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This paper takes its point of departure from a prior reflection on John Rawls’ argument for a two-stage model which shelters the political from immediate contestation. I turn to an examination of populism first from an historical and then from a normative perspective. Historically, populism can be traced to early Roman times, while from a normative point of view, as the literature shows, populism lacks a clear definition. In my view this is derived from its essentially parasitical function in relationship to democracy. In the end, populism, which claims to be grounded on the immediacy of conflict, is exposed as a remnant of a pre-democratic past which does not and cannot accommodate itself to the ‘fact of pluralism’ that characterizes our contemporary democratic situation.
118. Eco-ethica: Volume > 7
Noriko Hashimoto Inter-subjectivity and Inter-objectivity: Mutual and Inter-Independence in the Twenty-first Century
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The conflict between traditional ethics posed by contemporary technology is especially acute in the case of artificial intelligence. This is because the conception of nothingness or vacuum developed by both Laotse and Zuang-zi is resisted by artificial intelligence. Artificial intelligence with its incorporation of inter-subjectivity and inter-objectivity cannot be a vacuum.
119. Eco-ethica: Volume > 7
Jacob Dahl Rendtorff Interdépendance éthique et pratiques politiques de résilience à l’âge de l’Anthropocène
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This article discusses the ethical interdependence and political practice in the age of the Anthropocene. The article presents the work on this topic by Bruno Latour in his discussions of social constructivism in relation to the political philosophy of the Anthropocene. With Latour we can perceive the emergence of a new form of geopolitics where the earth and its nature has become a field of politics. Politics has become climate change politics and the political hypermodernity is forced to integrate nature in the ethics and politics of our time. Therefore the age of the Anthropocene implies the emergence of a new form of international governance. Resilience politics in the age of the Anthropocene opens for a new responsibility for climate change that moves beyond the technological understandings of modernity because humanity is situated in the center of the earth in interdependence with nature and culture.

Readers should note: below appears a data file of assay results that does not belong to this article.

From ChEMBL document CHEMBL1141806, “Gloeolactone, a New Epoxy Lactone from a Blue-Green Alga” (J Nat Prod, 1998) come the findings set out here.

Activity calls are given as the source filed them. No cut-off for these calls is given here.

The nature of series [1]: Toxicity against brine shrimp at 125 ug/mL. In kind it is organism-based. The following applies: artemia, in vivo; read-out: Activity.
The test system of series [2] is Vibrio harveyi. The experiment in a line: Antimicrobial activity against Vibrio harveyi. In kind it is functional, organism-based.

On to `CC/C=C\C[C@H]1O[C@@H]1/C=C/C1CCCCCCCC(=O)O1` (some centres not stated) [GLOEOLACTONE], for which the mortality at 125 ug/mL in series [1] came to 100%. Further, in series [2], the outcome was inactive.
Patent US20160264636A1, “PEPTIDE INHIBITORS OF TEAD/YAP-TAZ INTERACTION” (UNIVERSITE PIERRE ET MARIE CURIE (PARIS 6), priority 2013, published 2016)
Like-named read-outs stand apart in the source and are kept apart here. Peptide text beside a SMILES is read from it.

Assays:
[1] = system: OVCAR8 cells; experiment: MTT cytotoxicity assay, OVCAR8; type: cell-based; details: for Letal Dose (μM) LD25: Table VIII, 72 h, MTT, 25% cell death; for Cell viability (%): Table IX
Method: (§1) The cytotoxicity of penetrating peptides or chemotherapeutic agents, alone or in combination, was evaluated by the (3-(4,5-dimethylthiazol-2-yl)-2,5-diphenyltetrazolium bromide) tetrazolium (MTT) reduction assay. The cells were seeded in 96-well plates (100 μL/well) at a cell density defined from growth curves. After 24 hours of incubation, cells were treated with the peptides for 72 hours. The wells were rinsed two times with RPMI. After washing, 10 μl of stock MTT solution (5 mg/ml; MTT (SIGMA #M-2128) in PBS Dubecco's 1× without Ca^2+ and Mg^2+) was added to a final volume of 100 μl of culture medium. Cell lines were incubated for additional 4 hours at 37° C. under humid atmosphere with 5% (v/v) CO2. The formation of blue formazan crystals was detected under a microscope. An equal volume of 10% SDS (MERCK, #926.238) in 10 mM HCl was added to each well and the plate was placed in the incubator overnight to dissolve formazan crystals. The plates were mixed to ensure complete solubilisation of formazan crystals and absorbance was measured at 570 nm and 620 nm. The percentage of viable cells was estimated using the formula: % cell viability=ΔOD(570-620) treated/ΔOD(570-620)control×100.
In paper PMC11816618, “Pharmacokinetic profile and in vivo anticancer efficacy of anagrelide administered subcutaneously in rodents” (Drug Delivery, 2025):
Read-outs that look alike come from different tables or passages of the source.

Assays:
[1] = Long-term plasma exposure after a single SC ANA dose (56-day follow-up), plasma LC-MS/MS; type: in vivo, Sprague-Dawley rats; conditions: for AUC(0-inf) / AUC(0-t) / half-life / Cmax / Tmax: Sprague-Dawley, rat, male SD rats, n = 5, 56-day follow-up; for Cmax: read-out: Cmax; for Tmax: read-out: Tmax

120. Eco-ethica: Volume > 7
Karen Joisten Homo relationalis: Der Mensch, die Anderen und das In-Bezug-sein
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Given an ethic of interdependence in the different dimensions between global and interpersonal/individual, the article focuses on the individual human being under the guiding principle of interdependencies. Apart from blocking interdependencies, primarily promoting interdependencies are exhibited. That means those that awake and promote the creative abilities, and enable individuals to introduce their original values and norms into existing moral contexts and also to change them. The thesis examines the effect of interdependencies in an inner-individual (and ultimately also in interpersonal) dimension. With respect to border cases a new and unusual value setting emerges which requires an approach that justifies a temporal dependency. Accordingly, referring to the individual, the question is: How can values and standards emerge in the moral context that differ from the established ones? How can new values be initiated in violation of prevailing values, which are regarded as first and mute values which rely on other actors and listeners who respond to and accept them?